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Let $X_1, X_2, \ldots$ be independent $L_p$ random variables. I'm looking for useful conditions which imply $S_n = \sum_{i = 1} ^ n X_i$ converges in $L_p$ to some random variable $S$. If it is helpful, $X_i$ can be assumed symmetric without loss of generality, and interest is primarily in $p > 2$. For $1 \le p \le 2$ we can get upper bounds on $E|S_n|^p$ of the form $C_p\sum_{i = 1} ^ n E|X_i| ^ p$ which is useful, but nothing like that works for $p > 2$.

This may be a bit vague, mainly because I'm not entirely sure what I'm looking for. I suppose the essence is this: If one wanted to show that $S_n \to S$ in $L_p$ ($p > 2$ emphasized), where $S_n$ is a sum of independent random variables what would one try? Probably anything that gives a general method for doing this that is more substantive than "check $S_n$ is Cauchy wrt $\|\cdot\|_p$" would be useful.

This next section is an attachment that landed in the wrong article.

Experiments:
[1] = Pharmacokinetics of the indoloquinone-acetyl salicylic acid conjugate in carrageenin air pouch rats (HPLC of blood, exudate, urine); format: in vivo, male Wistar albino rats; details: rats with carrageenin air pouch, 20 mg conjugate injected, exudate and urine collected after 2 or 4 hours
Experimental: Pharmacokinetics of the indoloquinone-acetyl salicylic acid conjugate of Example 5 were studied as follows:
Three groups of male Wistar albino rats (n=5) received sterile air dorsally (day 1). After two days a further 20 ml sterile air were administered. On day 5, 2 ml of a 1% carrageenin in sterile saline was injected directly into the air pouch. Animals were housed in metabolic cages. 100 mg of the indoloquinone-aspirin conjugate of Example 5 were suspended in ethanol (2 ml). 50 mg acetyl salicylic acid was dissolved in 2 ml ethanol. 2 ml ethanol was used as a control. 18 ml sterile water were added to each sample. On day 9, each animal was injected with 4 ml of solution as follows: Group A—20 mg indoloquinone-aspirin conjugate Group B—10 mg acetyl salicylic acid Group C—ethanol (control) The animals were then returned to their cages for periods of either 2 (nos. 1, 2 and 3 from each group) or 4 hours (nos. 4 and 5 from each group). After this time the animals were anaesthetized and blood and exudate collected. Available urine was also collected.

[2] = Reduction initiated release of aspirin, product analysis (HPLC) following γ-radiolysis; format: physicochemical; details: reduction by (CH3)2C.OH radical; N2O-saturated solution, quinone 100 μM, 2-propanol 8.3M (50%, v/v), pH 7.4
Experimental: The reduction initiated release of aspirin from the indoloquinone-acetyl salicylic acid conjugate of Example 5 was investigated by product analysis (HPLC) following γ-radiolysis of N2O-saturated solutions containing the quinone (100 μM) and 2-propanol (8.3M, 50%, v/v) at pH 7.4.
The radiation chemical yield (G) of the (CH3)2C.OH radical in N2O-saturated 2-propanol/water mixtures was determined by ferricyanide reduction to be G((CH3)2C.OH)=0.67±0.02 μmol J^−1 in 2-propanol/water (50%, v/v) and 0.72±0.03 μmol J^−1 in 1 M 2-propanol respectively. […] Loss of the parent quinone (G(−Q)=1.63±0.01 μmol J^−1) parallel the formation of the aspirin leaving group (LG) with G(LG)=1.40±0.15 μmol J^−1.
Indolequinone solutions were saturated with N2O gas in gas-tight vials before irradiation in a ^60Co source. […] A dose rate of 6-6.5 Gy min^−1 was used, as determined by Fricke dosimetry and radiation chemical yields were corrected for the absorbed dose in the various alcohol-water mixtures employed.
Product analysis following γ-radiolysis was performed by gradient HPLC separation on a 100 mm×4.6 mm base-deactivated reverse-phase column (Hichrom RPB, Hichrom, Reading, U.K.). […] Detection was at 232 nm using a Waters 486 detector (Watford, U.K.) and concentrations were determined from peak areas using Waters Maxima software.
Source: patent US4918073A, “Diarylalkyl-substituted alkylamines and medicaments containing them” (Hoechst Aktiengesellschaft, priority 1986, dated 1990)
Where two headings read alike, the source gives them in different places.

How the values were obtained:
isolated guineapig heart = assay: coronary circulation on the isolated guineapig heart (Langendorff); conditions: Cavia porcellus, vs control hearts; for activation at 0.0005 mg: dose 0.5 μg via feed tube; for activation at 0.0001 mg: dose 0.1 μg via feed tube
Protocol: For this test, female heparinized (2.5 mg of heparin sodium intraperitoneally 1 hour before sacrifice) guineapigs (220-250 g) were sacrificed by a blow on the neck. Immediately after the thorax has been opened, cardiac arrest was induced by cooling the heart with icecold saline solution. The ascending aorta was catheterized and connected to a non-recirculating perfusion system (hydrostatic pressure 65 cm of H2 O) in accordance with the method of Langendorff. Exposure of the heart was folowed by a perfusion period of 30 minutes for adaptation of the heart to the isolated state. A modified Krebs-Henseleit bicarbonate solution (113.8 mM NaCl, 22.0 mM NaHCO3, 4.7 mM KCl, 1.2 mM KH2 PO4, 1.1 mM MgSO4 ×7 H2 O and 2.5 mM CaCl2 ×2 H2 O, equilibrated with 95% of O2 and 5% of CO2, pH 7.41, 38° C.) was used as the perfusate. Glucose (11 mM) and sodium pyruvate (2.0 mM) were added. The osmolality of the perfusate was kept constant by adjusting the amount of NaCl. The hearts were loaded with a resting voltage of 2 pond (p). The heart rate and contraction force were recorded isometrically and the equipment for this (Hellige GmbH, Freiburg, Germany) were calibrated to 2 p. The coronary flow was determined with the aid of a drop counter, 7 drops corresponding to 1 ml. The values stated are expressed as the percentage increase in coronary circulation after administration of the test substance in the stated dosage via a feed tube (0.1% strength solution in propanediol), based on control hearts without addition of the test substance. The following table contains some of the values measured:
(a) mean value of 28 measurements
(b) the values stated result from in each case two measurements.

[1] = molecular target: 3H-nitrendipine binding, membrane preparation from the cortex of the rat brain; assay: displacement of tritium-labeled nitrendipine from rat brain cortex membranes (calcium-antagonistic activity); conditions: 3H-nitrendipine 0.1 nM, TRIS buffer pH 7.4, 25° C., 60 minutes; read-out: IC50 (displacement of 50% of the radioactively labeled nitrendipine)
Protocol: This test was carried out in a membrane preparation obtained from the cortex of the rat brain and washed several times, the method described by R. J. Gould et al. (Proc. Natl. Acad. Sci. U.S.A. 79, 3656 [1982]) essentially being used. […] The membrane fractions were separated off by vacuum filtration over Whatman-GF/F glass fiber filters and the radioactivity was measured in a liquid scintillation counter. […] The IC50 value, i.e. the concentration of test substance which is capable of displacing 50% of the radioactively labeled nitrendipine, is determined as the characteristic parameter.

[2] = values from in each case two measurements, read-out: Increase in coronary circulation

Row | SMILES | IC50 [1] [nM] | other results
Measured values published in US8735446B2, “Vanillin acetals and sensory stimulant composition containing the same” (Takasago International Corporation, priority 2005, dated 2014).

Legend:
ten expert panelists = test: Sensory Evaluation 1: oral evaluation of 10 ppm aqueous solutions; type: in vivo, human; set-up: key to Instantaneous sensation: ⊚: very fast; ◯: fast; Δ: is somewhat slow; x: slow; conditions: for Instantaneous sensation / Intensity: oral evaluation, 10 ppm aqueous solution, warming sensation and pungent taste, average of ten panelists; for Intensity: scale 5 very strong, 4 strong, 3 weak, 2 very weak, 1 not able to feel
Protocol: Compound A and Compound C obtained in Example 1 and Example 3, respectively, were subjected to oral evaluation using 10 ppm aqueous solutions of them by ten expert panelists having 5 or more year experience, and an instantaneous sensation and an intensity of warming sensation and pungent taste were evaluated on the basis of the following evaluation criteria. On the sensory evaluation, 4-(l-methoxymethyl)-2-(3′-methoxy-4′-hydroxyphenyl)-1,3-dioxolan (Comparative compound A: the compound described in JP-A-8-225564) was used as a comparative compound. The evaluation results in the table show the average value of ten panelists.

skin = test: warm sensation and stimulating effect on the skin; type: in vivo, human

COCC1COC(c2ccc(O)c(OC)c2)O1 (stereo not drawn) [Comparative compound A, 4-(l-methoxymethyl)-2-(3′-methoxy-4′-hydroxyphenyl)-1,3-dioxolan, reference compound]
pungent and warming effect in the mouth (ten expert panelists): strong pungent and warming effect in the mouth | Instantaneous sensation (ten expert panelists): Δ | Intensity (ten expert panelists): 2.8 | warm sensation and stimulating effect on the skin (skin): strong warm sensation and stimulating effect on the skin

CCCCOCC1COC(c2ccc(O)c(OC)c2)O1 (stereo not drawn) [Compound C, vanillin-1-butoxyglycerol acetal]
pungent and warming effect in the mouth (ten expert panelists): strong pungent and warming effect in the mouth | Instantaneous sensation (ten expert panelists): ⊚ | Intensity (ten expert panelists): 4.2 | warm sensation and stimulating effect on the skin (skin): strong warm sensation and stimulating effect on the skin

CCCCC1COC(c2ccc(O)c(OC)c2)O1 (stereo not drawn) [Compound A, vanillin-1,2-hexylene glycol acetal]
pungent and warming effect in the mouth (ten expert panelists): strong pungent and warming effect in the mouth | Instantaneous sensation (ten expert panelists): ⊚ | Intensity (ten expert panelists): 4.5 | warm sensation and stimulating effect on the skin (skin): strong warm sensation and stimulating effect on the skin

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up vote 1 down vote accepted

Suppose that all $X_i$ are centered r.v. and $p \geq 2$. Let $S_{a,b} = \sum_{i=a}^b X_i$. We will use Rosenthal's inequality. Recall that the inequality says that

$$A_p \max\left(\sum_{i=a}^b {\mathbb E}|X_i|^p, \left(\sum_{i=a}^b {\mathbb E}X_i^2\right)^{p/2}\right) \leq {\mathbb E}[|S_{a,b}|^p] \leq B_p \max\left(\sum_{i=a}^b {\mathbb E}|X_i|^p, \left(\sum_{i=a}^b {\mathbb E}X_i^2\right)^{p/2}\right),$$ where $A_p$ and $B_p$ are some constants (for $p\geq 2$).

The sum $\sum_{i=1}^\infty X_i$ converges if and only if partial sums form a Cauchy sequence i.e. ${\mathbb E}[|S_{a,b}|^p] \to 0$ as $a \to \infty$. By Rosenthal's inequality, that happens if and only if both series $\sum_{i=1}^\infty {\mathbb E}|X_i|^p$ and $\sum_{i=1}^\infty {\mathbb E}X_i^2$ converge.

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